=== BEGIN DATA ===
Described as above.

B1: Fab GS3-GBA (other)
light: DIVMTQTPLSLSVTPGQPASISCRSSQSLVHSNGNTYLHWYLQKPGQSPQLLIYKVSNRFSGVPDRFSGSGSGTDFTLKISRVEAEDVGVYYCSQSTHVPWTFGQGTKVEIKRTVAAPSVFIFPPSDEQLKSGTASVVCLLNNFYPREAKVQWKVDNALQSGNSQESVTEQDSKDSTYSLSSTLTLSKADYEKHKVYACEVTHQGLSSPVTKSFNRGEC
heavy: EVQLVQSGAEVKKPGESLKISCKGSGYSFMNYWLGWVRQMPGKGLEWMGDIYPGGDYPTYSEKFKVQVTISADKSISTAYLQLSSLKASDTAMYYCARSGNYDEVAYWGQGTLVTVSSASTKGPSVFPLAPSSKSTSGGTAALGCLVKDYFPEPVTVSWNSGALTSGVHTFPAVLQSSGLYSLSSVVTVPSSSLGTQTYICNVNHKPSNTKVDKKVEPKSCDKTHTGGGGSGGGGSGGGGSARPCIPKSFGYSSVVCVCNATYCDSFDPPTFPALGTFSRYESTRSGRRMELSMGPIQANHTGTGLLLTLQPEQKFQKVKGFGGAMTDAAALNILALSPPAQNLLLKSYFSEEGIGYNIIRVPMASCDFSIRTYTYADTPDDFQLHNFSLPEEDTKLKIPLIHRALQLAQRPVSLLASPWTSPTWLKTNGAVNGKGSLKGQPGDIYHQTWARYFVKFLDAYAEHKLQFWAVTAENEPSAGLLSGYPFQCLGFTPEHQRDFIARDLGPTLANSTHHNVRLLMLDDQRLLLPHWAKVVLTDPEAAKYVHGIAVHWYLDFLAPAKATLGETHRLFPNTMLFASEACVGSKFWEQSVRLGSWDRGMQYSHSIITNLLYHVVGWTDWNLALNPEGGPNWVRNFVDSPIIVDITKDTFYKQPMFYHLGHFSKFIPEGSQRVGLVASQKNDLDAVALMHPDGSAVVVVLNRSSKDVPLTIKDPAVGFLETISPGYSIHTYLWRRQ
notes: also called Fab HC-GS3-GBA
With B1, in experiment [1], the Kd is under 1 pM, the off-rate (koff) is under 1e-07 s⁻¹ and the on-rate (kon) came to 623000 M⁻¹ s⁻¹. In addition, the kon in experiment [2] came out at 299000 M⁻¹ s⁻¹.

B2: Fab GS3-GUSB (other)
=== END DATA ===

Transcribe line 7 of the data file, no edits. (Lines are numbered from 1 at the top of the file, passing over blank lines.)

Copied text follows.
B2: Fab GS3-GUSB (other)